UM grad student creates BGLO documentary
Published 12:00 pm Tuesday, May 3, 2016
University of Mississippi graduate student Ashley F. G. Norwood said she understood what it was like to be “the fly in the buttermilk” when she came to Ole Miss. That’s also the name of her new documentary.
“The name actually came from a childhood rhyme that the neighborhood kids and I would sing when we’d jump rope,” she said. “‘Fly in the buttermilk, shoo fly shoo. Skip to the loo my darling.’
“During orientation for grad school in the fall of 2014, my mom made a joke about me being the ‘fly in the buttermilk,’ being that I was one of the very few black persons in the audience of majority white students.
“It sounded like one of those old sayings my mom would always say, but this one stuck with me because as I navigated through the university and the city of Oxford over the two years to follow, it would mean more than an old saying. It defined the minority experience in terms of presence, population and numbers. Not by value or impact, but numbers alone.”
Norwood said when people think “Greeks at Ole Miss,” they often think only of the “default Greek system, that of Interfraternity and National Panhellenic (white Greek lettered organizations).”
“You can come to the campus and assume that BGLOs (Black Greek Letter Organizations)
don’t exist, again by presence,” she said. “We don’t have numbers to compare, nor physical spaces and structures to house or members or to inform others of our presence.”
Norwood, 24, is a Jackson native who just successfully defended her thesis as a journalism graduate student. For her thesis project, she produced a documentary about BGLOs at Ole Miss that explores their history, past and present perceptions, and principles.
Norwood said she became interested in doing the documentary because it hadn’t been done before, and she is connected to the subject as a member of a BGLO. In the spring of 2012, she became a member of the Gamma Rho Chapter of Alpha Kappa Alpha at Jackson State University in Jackson.
“The culture, the customs and commitment, I understand,” she said. “But the perceptions differed once I got to Ole Miss.
“The nature of a predominantly white institution oftentimes tells stories from the default perspective. Being a minority and existing in a minority group, the culture is most likely misunderstood or not desired to be understood at all. So I want to challenge the status quo and exchange my experience and the experience of others with a variety of viewers.”
Norwood said she has been working on the documentary for the past year. It began with a multimedia story written last April.
“The documentary piggybacked off those sources and made way for many new sources and new ideas,” she said.
Norwood interviewed a total of 20 people.
“Of the interviewees and vocalists, some are historians, administrators, advisers, past and present Jackson State and Ole Miss Greeks, authors and students,” she said.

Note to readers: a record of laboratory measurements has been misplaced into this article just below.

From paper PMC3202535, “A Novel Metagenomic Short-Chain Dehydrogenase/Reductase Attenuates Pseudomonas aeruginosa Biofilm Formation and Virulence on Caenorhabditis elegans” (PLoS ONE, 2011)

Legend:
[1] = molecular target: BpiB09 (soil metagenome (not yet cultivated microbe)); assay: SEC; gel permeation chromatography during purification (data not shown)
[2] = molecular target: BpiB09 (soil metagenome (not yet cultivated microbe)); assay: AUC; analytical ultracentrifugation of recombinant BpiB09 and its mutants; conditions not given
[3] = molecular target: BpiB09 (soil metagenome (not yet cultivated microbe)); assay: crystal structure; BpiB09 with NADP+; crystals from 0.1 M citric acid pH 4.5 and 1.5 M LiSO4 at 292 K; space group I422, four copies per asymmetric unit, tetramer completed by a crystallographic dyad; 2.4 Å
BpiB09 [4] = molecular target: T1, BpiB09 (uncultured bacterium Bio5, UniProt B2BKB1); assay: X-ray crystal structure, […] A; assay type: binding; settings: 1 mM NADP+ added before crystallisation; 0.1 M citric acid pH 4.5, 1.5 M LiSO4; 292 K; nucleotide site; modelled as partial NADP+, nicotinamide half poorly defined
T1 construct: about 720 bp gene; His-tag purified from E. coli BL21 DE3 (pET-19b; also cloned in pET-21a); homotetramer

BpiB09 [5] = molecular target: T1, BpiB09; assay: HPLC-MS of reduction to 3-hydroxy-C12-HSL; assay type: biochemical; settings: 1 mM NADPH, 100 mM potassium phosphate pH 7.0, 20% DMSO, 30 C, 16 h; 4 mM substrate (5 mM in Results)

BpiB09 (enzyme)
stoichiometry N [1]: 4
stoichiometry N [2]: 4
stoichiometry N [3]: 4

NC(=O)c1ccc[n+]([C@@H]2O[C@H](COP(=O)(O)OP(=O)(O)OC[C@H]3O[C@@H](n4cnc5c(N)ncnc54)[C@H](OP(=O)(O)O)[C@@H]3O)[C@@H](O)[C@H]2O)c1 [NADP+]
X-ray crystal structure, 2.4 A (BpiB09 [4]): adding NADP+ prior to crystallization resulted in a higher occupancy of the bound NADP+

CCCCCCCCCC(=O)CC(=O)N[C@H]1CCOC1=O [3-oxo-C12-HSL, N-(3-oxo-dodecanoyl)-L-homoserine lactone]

Norwood shot all of the interviews, recorded all of the musical tracks, which included traveling as far as Bakersfield, California and New Orleans, Louisiana. She also collected a majority of the other footage featured in the documentary.
There were other contributors, but Norwood produced and edited the documentary herself with the advisement of Dr. Andy Harper, chair of the Southern Documentary Project at the university.
Norwood said she found remarkable the chartering process of the brave and persistent men and women who argued the importance of the presence of these organizations.
“Then, those students worked diligently to seek opportunities for leadership, and they owned it,” she said. “BGLO members from historically black colleges and universities, such as Rust, Jackson State and Mississippi Valley State played a major part in sculpting the customs and culture with the members at Ole Miss during the chartering process.”
Norwood said she was inspired by the stories members shared.
“Whether they’d been initiated four months ago or 41 years ago, you could feel the energy and passion they had for their sister/brotherhood,” she said.
Norwood said it seems people outside of the culture connect BGLOs with stepping and strolling.
“But, what many fail to realize is stepping and strolling gets played out after awhile,” she said. “What lasts is the consistent acceleration in scholarship, community service, professional development and the bond between members.
“You’ll be surprised the value of the relationships that form within these organizations. Being a minority, regardless the organization, there is a dependency on one another in order to make it.”
Norwood said the documentary is educational. With it, she hopes to evoke civic engagement and social understanding. She led a question and answer session after recent viewings of the documentary.
“One of my sources said that the essence of his blackness is to be shared and exchanged among other cultures,” she said. “And I agree. For the further progression of the university, creating a platform to educate and discuss cultures, misperceptions, etc. is an opportunity I had to take.”
Norwood said she plans to put the film online in the future. The website where it will be hosted will be released at a later date.
After graduation, she plans to produce a series of short films about the culture, customs and challenges of BGLOs.
“Hopefully, these films will make way for other opportunities to educate and promote cultural exchange at other universities and colleges,” she said.